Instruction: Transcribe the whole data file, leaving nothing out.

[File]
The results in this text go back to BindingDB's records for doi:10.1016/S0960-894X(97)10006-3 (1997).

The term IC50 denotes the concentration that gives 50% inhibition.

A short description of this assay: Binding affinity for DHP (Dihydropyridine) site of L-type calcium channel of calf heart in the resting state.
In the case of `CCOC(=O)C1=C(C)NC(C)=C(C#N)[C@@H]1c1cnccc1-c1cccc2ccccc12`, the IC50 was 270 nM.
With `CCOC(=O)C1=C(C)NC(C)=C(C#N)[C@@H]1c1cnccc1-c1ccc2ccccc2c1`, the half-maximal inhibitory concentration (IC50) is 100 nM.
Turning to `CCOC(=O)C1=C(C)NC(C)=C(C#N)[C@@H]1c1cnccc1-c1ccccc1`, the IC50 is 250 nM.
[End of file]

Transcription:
The results in this text go back to BindingDB's records for doi:10.1016/S0960-894X(97)10006-3 (1997).

The term IC50 denotes the concentration that gives 50% inhibition.

A short description of this assay: Binding affinity for DHP (Dihydropyridine) site of L-type calcium channel of calf heart in the resting state.
In the case of `CCOC(=O)C1=C(C)NC(C)=C(C#N)[C@@H]1c1cnccc1-c1cccc2ccccc12`, the IC50 was 270 nM.
With `CCOC(=O)C1=C(C)NC(C)=C(C#N)[C@@H]1c1cnccc1-c1ccc2ccccc2c1`, the half-maximal inhibitory concentration (IC50) is 100 nM.
Turning to `CCOC(=O)C1=C(C)NC(C)=C(C#N)[C@@H]1c1cnccc1-c1ccccc1`, the IC50 is 250 nM.